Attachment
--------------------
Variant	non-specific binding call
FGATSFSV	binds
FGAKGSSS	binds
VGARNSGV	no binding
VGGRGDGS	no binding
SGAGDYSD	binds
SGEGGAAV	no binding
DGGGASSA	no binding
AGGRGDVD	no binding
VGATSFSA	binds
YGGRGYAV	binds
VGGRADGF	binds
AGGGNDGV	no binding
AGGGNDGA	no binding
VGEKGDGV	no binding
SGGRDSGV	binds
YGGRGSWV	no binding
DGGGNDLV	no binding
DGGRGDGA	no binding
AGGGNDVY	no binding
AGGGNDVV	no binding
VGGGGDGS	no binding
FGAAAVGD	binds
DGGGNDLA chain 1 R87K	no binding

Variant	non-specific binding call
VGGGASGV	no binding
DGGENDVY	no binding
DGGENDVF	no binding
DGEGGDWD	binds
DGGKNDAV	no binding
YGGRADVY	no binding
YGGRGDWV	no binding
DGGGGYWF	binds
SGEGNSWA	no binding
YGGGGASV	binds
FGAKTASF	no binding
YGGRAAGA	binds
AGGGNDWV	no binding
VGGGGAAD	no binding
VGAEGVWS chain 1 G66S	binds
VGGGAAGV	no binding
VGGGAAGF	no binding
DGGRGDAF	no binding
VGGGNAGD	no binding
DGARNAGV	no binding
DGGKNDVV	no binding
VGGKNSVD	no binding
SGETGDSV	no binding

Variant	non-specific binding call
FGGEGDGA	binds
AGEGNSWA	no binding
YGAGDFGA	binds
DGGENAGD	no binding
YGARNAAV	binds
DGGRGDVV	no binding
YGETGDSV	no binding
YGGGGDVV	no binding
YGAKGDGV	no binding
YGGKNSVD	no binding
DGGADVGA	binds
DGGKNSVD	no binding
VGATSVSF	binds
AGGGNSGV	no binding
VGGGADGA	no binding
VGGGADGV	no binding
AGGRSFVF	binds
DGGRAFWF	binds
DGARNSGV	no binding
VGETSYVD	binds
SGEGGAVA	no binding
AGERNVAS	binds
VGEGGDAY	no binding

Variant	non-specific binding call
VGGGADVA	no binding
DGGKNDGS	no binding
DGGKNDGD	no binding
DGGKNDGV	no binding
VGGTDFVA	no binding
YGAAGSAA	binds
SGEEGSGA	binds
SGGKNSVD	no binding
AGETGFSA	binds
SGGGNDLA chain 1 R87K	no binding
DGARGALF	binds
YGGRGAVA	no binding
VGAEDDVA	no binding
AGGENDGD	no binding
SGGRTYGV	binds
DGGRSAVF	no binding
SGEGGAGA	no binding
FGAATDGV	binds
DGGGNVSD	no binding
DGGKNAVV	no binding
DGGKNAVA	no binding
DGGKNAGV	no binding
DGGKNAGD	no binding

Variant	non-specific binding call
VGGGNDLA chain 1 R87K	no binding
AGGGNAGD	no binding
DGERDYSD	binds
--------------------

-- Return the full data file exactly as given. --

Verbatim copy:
Variant	non-specific binding call
FGATSFSV	binds
FGAKGSSS	binds
VGARNSGV	no binding
VGGRGDGS	no binding
SGAGDYSD	binds
SGEGGAAV	no binding
DGGGASSA	no binding
AGGRGDVD	no binding
VGATSFSA	binds
YGGRGYAV	binds
VGGRADGF	binds
AGGGNDGV	no binding
AGGGNDGA	no binding
VGEKGDGV	no binding
SGGRDSGV	binds
YGGRGSWV	no binding
DGGGNDLV	no binding
DGGRGDGA	no binding
AGGGNDVY	no binding
AGGGNDVV	no binding
VGGGGDGS	no binding
FGAAAVGD	binds
DGGGNDLA chain 1 R87K	no binding

Variant	non-specific binding call
VGGGASGV	no binding
DGGENDVY	no binding
DGGENDVF	no binding
DGEGGDWD	binds
DGGKNDAV	no binding
YGGRADVY	no binding
YGGRGDWV	no binding
DGGGGYWF	binds
SGEGNSWA	no binding
YGGGGASV	binds
FGAKTASF	no binding
YGGRAAGA	binds
AGGGNDWV	no binding
VGGGGAAD	no binding
VGAEGVWS chain 1 G66S	binds
VGGGAAGV	no binding
VGGGAAGF	no binding
DGGRGDAF	no binding
VGGGNAGD	no binding
DGARNAGV	no binding
DGGKNDVV	no binding
VGGKNSVD	no binding
SGETGDSV	no binding

Variant	non-specific binding call
FGGEGDGA	binds
AGEGNSWA	no binding
YGAGDFGA	binds
DGGENAGD	no binding
YGARNAAV	binds
DGGRGDVV	no binding
YGETGDSV	no binding
YGGGGDVV	no binding
YGAKGDGV	no binding
YGGKNSVD	no binding
DGGADVGA	binds
DGGKNSVD	no binding
VGATSVSF	binds
AGGGNSGV	no binding
VGGGADGA	no binding
VGGGADGV	no binding
AGGRSFVF	binds
DGGRAFWF	binds
DGARNSGV	no binding
VGETSYVD	binds
SGEGGAVA	no binding
AGERNVAS	binds
VGEGGDAY	no binding

Variant	non-specific binding call
VGGGADVA	no binding
DGGKNDGS	no binding
DGGKNDGD	no binding
DGGKNDGV	no binding
VGGTDFVA	no binding
YGAAGSAA	binds
SGEEGSGA	binds
SGGKNSVD	no binding
AGETGFSA	binds
SGGGNDLA chain 1 R87K	no binding
DGARGALF	binds
YGGRGAVA	no binding
VGAEDDVA	no binding
AGGENDGD	no binding
SGGRTYGV	binds
DGGRSAVF	no binding
SGEGGAGA	no binding
FGAATDGV	binds
DGGGNVSD	no binding
DGGKNAVV	no binding
DGGKNAVA	no binding
DGGKNAGV	no binding
DGGKNAGD	no binding

Variant	non-specific binding call
VGGGNDLA chain 1 R87K	no binding
AGGGNAGD	no binding
DGERDYSD	binds